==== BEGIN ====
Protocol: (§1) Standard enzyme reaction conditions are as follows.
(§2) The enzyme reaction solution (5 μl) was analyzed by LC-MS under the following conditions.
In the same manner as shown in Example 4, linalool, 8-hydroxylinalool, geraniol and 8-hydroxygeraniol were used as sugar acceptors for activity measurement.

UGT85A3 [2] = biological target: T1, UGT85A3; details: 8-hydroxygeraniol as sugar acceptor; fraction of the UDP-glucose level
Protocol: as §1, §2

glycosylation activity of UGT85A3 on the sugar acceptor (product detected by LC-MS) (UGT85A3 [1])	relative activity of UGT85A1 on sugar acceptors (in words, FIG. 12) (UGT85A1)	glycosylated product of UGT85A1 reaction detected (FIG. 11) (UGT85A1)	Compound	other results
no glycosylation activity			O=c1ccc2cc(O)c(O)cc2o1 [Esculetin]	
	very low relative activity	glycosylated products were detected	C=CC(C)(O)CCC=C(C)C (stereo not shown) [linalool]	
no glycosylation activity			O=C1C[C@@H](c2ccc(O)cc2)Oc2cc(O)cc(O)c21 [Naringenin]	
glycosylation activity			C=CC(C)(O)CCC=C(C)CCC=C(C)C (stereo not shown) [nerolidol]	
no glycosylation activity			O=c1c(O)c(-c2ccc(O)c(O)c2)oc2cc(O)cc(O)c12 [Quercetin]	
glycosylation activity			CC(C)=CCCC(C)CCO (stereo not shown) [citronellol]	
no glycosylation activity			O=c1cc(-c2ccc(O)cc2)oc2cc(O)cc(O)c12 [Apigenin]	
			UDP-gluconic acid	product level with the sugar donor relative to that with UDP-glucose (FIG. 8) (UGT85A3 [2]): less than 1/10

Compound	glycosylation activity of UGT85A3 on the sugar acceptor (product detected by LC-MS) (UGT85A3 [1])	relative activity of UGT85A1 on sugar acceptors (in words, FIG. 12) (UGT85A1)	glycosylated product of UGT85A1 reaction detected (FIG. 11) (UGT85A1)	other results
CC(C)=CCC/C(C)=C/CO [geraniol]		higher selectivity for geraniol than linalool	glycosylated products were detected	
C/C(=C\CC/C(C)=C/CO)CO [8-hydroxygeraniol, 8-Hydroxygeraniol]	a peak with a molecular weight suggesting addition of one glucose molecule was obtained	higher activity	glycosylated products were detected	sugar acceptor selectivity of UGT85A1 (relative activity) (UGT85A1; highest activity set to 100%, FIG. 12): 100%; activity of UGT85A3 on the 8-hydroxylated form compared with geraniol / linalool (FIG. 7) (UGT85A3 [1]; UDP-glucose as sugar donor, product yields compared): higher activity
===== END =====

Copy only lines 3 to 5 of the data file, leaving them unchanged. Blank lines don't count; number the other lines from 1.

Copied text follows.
In the same manner as shown in Example 4, linalool, 8-hydroxylinalool, geraniol and 8-hydroxygeraniol were used as sugar acceptors for activity measurement.

UGT85A3 [2] = biological target: T1, UGT85A3; details: 8-hydroxygeraniol as sugar acceptor; fraction of the UDP-glucose level
Protocol: as §1, §2